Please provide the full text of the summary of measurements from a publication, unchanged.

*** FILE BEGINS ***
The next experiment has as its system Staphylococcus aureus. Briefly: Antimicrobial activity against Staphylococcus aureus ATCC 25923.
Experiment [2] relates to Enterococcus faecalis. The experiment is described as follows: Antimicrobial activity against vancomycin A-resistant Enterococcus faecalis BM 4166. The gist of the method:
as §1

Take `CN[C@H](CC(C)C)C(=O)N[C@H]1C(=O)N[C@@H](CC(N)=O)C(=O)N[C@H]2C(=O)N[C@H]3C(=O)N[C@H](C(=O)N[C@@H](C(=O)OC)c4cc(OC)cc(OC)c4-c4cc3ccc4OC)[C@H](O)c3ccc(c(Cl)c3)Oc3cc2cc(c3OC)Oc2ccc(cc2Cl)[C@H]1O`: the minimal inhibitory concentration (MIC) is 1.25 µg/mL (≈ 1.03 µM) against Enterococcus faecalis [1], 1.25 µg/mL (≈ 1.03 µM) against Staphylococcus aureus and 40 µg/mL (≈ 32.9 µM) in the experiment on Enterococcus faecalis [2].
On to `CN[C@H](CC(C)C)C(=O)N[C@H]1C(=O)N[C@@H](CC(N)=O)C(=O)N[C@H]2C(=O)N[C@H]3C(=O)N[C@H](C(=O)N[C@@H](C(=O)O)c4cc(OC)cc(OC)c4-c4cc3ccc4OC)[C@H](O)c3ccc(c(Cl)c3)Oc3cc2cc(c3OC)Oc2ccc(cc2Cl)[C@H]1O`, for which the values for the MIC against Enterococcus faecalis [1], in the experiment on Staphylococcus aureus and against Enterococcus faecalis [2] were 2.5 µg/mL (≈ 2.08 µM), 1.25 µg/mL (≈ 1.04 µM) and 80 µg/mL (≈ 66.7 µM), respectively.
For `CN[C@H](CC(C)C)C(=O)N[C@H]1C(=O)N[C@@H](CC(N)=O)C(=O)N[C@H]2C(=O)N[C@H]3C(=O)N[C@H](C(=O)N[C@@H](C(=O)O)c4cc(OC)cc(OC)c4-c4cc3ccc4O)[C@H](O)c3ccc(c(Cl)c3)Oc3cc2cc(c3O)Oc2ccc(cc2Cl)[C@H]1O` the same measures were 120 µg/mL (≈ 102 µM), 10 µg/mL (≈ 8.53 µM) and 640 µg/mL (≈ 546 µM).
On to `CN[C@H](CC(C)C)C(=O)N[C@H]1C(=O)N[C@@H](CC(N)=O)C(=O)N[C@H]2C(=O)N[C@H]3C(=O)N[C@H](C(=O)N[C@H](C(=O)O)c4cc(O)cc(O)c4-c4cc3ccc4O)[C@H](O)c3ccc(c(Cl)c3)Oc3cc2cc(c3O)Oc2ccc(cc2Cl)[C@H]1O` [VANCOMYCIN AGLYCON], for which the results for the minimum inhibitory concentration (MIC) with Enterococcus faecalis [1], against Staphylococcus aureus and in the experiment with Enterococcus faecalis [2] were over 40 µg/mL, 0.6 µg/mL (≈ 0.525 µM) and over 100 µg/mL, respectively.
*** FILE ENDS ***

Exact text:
The next experiment has as its system Staphylococcus aureus. Briefly: Antimicrobial activity against Staphylococcus aureus ATCC 25923.
Experiment [2] relates to Enterococcus faecalis. The experiment is described as follows: Antimicrobial activity against vancomycin A-resistant Enterococcus faecalis BM 4166. The gist of the method:
as §1

Take `CN[C@H](CC(C)C)C(=O)N[C@H]1C(=O)N[C@@H](CC(N)=O)C(=O)N[C@H]2C(=O)N[C@H]3C(=O)N[C@H](C(=O)N[C@@H](C(=O)OC)c4cc(OC)cc(OC)c4-c4cc3ccc4OC)[C@H](O)c3ccc(c(Cl)c3)Oc3cc2cc(c3OC)Oc2ccc(cc2Cl)[C@H]1O`: the minimal inhibitory concentration (MIC) is 1.25 µg/mL (≈ 1.03 µM) against Enterococcus faecalis [1], 1.25 µg/mL (≈ 1.03 µM) against Staphylococcus aureus and 40 µg/mL (≈ 32.9 µM) in the experiment on Enterococcus faecalis [2].
On to `CN[C@H](CC(C)C)C(=O)N[C@H]1C(=O)N[C@@H](CC(N)=O)C(=O)N[C@H]2C(=O)N[C@H]3C(=O)N[C@H](C(=O)N[C@@H](C(=O)O)c4cc(OC)cc(OC)c4-c4cc3ccc4OC)[C@H](O)c3ccc(c(Cl)c3)Oc3cc2cc(c3OC)Oc2ccc(cc2Cl)[C@H]1O`, for which the values for the MIC against Enterococcus faecalis [1], in the experiment on Staphylococcus aureus and against Enterococcus faecalis [2] were 2.5 µg/mL (≈ 2.08 µM), 1.25 µg/mL (≈ 1.04 µM) and 80 µg/mL (≈ 66.7 µM), respectively.
For `CN[C@H](CC(C)C)C(=O)N[C@H]1C(=O)N[C@@H](CC(N)=O)C(=O)N[C@H]2C(=O)N[C@H]3C(=O)N[C@H](C(=O)N[C@@H](C(=O)O)c4cc(OC)cc(OC)c4-c4cc3ccc4O)[C@H](O)c3ccc(c(Cl)c3)Oc3cc2cc(c3O)Oc2ccc(cc2Cl)[C@H]1O` the same measures were 120 µg/mL (≈ 102 µM), 10 µg/mL (≈ 8.53 µM) and 640 µg/mL (≈ 546 µM).
On to `CN[C@H](CC(C)C)C(=O)N[C@H]1C(=O)N[C@@H](CC(N)=O)C(=O)N[C@H]2C(=O)N[C@H]3C(=O)N[C@H](C(=O)N[C@H](C(=O)O)c4cc(O)cc(O)c4-c4cc3ccc4O)[C@H](O)c3ccc(c(Cl)c3)Oc3cc2cc(c3O)Oc2ccc(cc2Cl)[C@H]1O` [VANCOMYCIN AGLYCON], for which the results for the minimum inhibitory concentration (MIC) with Enterococcus faecalis [1], against Staphylococcus aureus and in the experiment with Enterococcus faecalis [2] were over 40 µg/mL, 0.6 µg/mL (≈ 0.525 µM) and over 100 µg/mL, respectively.